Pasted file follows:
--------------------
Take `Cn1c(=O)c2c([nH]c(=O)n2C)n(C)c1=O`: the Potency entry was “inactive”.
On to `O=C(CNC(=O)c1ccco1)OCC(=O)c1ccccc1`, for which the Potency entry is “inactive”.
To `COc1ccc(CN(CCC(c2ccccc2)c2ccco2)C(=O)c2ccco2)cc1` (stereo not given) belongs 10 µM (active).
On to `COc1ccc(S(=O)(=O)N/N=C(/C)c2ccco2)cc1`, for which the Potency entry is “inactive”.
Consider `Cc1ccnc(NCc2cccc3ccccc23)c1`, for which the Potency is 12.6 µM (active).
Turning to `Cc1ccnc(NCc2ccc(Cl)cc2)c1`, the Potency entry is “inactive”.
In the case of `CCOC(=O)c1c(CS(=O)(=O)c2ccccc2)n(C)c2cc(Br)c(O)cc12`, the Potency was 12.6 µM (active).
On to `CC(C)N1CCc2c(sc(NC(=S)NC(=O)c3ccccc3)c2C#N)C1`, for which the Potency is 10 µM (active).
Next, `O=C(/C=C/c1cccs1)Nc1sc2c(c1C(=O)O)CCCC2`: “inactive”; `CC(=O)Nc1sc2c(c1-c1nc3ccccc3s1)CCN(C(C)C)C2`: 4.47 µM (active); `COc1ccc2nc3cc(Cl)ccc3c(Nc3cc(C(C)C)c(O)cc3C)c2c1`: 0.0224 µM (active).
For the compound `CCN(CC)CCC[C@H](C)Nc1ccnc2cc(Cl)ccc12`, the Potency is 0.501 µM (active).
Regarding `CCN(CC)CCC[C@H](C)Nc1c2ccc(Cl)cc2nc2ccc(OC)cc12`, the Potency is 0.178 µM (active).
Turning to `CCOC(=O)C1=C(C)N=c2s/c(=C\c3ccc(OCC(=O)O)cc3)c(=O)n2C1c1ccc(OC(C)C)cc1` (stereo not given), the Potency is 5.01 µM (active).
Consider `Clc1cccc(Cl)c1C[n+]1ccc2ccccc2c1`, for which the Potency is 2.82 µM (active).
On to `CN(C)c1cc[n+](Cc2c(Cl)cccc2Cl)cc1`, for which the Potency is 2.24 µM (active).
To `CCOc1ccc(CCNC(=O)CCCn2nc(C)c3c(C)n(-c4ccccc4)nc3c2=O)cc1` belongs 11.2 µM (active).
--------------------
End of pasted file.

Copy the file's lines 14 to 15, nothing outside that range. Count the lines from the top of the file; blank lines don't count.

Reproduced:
On to `CN(C)c1cc[n+](Cc2c(Cl)cccc2Cl)cc1`, for which the Potency is 2.24 µM (active).
To `CCOc1ccc(CCNC(=O)CCCn2nc(C)c3c(C)n(-c4ccccc4)nc3c2=O)cc1` belongs 11.2 µM (active).